Simply put, a lemma is the base form of a word, typically found in a dictionary where it’s known as a headword.
From the lemma we can form many related words. So, for example, here are a few lemmas and their forms:
do: do, does, did, doing
run: running, ran
fruit: fruits, fruity, fruitful
Interestingly, the 10 most common lemmas make up about 25% of all words we use!
Lemmas in Linguistics
In morphology a lemma is the standard form of a lexeme. The lexeme refers to the set of all the forms that have the same meaning, and the lemma refers to the particular form that is chosen by convention to represent the lexeme.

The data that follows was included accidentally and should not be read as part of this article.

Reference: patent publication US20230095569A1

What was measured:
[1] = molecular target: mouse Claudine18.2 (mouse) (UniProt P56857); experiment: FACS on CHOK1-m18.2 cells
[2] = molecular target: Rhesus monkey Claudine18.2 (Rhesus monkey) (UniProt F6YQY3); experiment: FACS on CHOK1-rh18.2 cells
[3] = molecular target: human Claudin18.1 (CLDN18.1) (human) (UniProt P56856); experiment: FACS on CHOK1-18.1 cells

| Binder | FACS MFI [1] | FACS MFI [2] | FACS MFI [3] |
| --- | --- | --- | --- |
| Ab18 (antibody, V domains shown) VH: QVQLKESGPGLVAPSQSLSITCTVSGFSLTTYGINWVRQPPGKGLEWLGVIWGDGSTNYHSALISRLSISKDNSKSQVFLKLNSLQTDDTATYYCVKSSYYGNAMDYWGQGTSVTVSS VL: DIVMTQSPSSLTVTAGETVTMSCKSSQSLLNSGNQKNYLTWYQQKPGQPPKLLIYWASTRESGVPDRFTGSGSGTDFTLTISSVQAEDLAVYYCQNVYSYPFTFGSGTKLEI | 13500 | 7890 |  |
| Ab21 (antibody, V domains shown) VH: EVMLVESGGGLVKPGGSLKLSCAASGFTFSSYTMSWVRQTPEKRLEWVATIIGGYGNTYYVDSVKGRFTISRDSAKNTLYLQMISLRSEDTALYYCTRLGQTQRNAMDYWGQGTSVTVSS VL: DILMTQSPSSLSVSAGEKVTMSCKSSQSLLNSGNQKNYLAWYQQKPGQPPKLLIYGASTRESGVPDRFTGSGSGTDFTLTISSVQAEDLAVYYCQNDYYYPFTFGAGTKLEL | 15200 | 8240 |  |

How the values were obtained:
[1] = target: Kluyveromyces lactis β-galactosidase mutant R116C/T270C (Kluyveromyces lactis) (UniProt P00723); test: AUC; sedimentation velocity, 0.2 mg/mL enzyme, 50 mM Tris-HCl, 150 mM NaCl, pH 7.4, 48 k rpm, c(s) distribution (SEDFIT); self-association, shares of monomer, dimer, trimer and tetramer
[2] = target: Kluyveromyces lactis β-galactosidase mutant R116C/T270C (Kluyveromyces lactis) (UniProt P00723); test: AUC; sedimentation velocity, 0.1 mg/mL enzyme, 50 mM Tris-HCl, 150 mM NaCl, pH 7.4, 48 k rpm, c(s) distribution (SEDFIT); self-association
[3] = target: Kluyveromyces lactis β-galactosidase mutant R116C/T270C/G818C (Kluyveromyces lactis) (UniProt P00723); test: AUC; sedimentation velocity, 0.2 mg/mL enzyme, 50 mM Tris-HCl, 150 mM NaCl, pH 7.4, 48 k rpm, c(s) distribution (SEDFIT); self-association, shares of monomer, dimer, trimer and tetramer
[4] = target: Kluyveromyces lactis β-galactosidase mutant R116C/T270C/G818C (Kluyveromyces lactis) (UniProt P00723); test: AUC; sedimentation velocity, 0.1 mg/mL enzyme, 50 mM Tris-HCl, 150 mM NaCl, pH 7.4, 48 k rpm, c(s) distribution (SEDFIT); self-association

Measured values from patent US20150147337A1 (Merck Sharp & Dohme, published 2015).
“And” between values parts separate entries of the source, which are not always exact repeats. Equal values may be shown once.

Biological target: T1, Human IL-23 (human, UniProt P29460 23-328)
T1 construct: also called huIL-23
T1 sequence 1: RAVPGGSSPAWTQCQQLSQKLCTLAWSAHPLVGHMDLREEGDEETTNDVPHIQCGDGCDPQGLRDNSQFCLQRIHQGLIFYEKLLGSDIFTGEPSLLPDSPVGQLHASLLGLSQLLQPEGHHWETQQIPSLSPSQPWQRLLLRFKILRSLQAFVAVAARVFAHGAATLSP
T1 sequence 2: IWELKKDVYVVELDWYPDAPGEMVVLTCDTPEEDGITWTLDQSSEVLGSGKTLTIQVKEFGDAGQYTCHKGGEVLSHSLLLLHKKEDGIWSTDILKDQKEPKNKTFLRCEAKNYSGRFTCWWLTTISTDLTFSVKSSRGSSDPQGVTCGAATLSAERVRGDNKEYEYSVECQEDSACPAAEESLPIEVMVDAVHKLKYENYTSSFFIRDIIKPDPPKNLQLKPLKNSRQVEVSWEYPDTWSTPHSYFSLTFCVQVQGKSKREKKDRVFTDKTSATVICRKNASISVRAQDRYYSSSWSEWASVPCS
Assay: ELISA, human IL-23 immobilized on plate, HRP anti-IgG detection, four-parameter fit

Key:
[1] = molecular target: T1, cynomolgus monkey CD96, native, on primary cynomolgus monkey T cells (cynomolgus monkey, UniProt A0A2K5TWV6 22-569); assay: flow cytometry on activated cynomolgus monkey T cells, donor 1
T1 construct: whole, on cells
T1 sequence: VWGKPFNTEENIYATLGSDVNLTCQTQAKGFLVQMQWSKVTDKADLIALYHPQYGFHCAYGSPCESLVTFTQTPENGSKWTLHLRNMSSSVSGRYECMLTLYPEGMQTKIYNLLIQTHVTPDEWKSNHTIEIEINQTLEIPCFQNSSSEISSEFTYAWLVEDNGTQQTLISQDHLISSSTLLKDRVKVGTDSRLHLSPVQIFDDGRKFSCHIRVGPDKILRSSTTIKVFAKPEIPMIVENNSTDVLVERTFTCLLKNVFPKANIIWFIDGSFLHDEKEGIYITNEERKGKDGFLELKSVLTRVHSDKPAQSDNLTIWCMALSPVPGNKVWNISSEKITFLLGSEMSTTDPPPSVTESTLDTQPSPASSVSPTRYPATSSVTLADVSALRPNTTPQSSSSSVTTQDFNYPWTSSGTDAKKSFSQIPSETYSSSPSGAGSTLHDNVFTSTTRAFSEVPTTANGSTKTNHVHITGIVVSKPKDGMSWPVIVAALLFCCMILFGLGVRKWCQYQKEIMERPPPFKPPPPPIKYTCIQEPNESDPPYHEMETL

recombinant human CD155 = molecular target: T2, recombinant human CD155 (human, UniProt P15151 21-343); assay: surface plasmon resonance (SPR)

In lexicography, a lemma is usually the headword by which it is indexed. In a dictionary, the lemma go represents the inflected forms go, goes, going, went, and gone. The relationship between an inflected form and its lemma is usually denoted by an angle bracket: “went” < “go”.
Lemmas are used often in corpus linguistics for determining word frequency.
Note that a lemma is derived from the root of a word and that sometimes a root will give more than one lemma.
Forming the Lemma
In English, the headword of a noun is the singular: e.g., mouse rather than mice; fruit rather than fruits.
For multi-word lexemes which contain possessive adjectives or reflexive pronouns, the headword uses a form of the indefinite pronoun one: e.g. do one’s best, perjure oneself.
With verbs a lemma is usually either the infinitive or the present tense in the first person singular.